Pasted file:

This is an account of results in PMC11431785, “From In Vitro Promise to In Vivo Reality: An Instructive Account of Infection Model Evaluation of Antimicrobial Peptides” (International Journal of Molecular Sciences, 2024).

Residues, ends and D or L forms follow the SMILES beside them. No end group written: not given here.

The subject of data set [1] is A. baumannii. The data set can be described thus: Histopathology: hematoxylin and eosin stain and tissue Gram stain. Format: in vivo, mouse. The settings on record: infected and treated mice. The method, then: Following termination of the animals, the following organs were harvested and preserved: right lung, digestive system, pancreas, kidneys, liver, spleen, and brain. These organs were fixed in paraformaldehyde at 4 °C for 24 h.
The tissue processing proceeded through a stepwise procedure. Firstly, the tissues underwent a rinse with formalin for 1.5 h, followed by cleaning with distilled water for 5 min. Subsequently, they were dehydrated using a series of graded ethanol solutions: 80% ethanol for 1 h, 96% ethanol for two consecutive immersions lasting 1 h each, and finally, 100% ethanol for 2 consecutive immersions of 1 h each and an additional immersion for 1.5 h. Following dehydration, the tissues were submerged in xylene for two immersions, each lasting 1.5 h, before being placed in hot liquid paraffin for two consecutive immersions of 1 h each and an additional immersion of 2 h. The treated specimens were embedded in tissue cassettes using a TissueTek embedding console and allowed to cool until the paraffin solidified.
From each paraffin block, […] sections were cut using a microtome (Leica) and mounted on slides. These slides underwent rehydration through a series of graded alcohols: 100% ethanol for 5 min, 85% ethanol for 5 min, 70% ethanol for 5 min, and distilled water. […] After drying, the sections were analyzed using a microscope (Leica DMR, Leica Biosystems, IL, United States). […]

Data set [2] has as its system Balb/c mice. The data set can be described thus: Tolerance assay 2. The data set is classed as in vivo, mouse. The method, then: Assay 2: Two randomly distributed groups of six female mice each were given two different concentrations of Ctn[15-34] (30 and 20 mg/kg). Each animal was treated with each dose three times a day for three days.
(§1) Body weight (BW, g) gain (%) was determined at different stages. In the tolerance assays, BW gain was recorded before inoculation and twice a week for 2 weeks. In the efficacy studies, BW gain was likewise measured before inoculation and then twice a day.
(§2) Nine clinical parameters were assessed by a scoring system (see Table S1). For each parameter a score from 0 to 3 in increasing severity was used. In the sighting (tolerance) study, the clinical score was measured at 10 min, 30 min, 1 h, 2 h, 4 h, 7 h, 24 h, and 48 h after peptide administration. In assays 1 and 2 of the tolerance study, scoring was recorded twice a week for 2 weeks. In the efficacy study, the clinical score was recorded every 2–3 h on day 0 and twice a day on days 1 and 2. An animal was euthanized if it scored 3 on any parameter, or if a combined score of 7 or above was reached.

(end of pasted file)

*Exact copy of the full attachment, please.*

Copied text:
This is an account of results in PMC11431785, “From In Vitro Promise to In Vivo Reality: An Instructive Account of Infection Model Evaluation of Antimicrobial Peptides” (International Journal of Molecular Sciences, 2024).

Residues, ends and D or L forms follow the SMILES beside them. No end group written: not given here.

The subject of data set [1] is A. baumannii. The data set can be described thus: Histopathology: hematoxylin and eosin stain and tissue Gram stain. Format: in vivo, mouse. The settings on record: infected and treated mice. The method, then: Following termination of the animals, the following organs were harvested and preserved: right lung, digestive system, pancreas, kidneys, liver, spleen, and brain. These organs were fixed in paraformaldehyde at 4 °C for 24 h.
The tissue processing proceeded through a stepwise procedure. Firstly, the tissues underwent a rinse with formalin for 1.5 h, followed by cleaning with distilled water for 5 min. Subsequently, they were dehydrated using a series of graded ethanol solutions: 80% ethanol for 1 h, 96% ethanol for two consecutive immersions lasting 1 h each, and finally, 100% ethanol for 2 consecutive immersions of 1 h each and an additional immersion for 1.5 h. Following dehydration, the tissues were submerged in xylene for two immersions, each lasting 1.5 h, before being placed in hot liquid paraffin for two consecutive immersions of 1 h each and an additional immersion of 2 h. The treated specimens were embedded in tissue cassettes using a TissueTek embedding console and allowed to cool until the paraffin solidified.
From each paraffin block, […] sections were cut using a microtome (Leica) and mounted on slides. These slides underwent rehydration through a series of graded alcohols: 100% ethanol for 5 min, 85% ethanol for 5 min, 70% ethanol for 5 min, and distilled water. […] After drying, the sections were analyzed using a microscope (Leica DMR, Leica Biosystems, IL, United States). […]

Data set [2] has as its system Balb/c mice. The data set can be described thus: Tolerance assay 2. The data set is classed as in vivo, mouse. The method, then: Assay 2: Two randomly distributed groups of six female mice each were given two different concentrations of Ctn[15-34] (30 and 20 mg/kg). Each animal was treated with each dose three times a day for three days.
(§1) Body weight (BW, g) gain (%) was determined at different stages. In the tolerance assays, BW gain was recorded before inoculation and twice a week for 2 weeks. In the efficacy studies, BW gain was likewise measured before inoculation and then twice a day.
(§2) Nine clinical parameters were assessed by a scoring system (see Table S1). For each parameter a score from 0 to 3 in increasing severity was used. In the sighting (tolerance) study, the clinical score was measured at 10 min, 30 min, 1 h, 2 h, 4 h, 7 h, 24 h, and 48 h after peptide administration. In assays 1 and 2 of the tolerance study, scoring was recorded twice a week for 2 weeks. In the efficacy study, the clinical score was recorded every 2–3 h on day 0 and twice a day on days 1 and 2. An animal was euthanized if it scored 3 on any parameter, or if a combined score of 7 or above was reached.